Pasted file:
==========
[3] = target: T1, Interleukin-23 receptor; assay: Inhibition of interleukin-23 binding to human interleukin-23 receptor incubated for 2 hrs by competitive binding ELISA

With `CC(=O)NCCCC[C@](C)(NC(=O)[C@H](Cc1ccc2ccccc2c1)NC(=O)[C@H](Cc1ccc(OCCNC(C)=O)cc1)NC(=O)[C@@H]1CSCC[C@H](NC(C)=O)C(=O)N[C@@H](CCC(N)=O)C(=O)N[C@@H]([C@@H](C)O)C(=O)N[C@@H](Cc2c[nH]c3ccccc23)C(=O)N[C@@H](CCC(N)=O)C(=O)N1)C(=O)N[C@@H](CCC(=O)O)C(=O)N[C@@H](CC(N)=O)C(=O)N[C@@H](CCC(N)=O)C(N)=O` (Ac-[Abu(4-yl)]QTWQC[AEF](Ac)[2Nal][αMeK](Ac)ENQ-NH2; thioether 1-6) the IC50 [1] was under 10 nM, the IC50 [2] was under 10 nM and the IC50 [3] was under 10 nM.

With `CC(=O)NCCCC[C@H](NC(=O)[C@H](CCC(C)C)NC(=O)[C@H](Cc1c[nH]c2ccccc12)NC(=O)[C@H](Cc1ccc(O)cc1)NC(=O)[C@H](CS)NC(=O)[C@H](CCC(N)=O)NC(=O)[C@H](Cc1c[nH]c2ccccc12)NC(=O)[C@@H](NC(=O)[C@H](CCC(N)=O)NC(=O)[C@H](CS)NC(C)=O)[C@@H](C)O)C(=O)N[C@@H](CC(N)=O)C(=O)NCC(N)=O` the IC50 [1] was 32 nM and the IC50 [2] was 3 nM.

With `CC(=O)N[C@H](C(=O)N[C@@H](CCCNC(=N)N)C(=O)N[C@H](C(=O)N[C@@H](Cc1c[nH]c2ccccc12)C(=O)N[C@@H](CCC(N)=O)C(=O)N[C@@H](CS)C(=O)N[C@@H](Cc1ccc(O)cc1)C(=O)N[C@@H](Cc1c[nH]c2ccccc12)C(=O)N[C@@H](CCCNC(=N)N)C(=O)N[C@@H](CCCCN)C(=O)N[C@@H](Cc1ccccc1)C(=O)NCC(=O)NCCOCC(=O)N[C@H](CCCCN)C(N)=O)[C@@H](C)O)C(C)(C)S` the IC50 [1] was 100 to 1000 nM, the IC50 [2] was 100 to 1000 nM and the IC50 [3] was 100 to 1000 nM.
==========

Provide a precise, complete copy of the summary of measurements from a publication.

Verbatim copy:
[3] = target: T1, Interleukin-23 receptor; assay: Inhibition of interleukin-23 binding to human interleukin-23 receptor incubated for 2 hrs by competitive binding ELISA

With `CC(=O)NCCCC[C@](C)(NC(=O)[C@H](Cc1ccc2ccccc2c1)NC(=O)[C@H](Cc1ccc(OCCNC(C)=O)cc1)NC(=O)[C@@H]1CSCC[C@H](NC(C)=O)C(=O)N[C@@H](CCC(N)=O)C(=O)N[C@@H]([C@@H](C)O)C(=O)N[C@@H](Cc2c[nH]c3ccccc23)C(=O)N[C@@H](CCC(N)=O)C(=O)N1)C(=O)N[C@@H](CCC(=O)O)C(=O)N[C@@H](CC(N)=O)C(=O)N[C@@H](CCC(N)=O)C(N)=O` (Ac-[Abu(4-yl)]QTWQC[AEF](Ac)[2Nal][αMeK](Ac)ENQ-NH2; thioether 1-6) the IC50 [1] was under 10 nM, the IC50 [2] was under 10 nM and the IC50 [3] was under 10 nM.

With `CC(=O)NCCCC[C@H](NC(=O)[C@H](CCC(C)C)NC(=O)[C@H](Cc1c[nH]c2ccccc12)NC(=O)[C@H](Cc1ccc(O)cc1)NC(=O)[C@H](CS)NC(=O)[C@H](CCC(N)=O)NC(=O)[C@H](Cc1c[nH]c2ccccc12)NC(=O)[C@@H](NC(=O)[C@H](CCC(N)=O)NC(=O)[C@H](CS)NC(C)=O)[C@@H](C)O)C(=O)N[C@@H](CC(N)=O)C(=O)NCC(N)=O` the IC50 [1] was 32 nM and the IC50 [2] was 3 nM.

With `CC(=O)N[C@H](C(=O)N[C@@H](CCCNC(=N)N)C(=O)N[C@H](C(=O)N[C@@H](Cc1c[nH]c2ccccc12)C(=O)N[C@@H](CCC(N)=O)C(=O)N[C@@H](CS)C(=O)N[C@@H](Cc1ccc(O)cc1)C(=O)N[C@@H](Cc1c[nH]c2ccccc12)C(=O)N[C@@H](CCCNC(=N)N)C(=O)N[C@@H](CCCCN)C(=O)N[C@@H](Cc1ccccc1)C(=O)NCC(=O)NCCOCC(=O)N[C@H](CCCCN)C(N)=O)[C@@H](C)O)C(C)(C)S` the IC50 [1] was 100 to 1000 nM, the IC50 [2] was 100 to 1000 nM and the IC50 [3] was 100 to 1000 nM.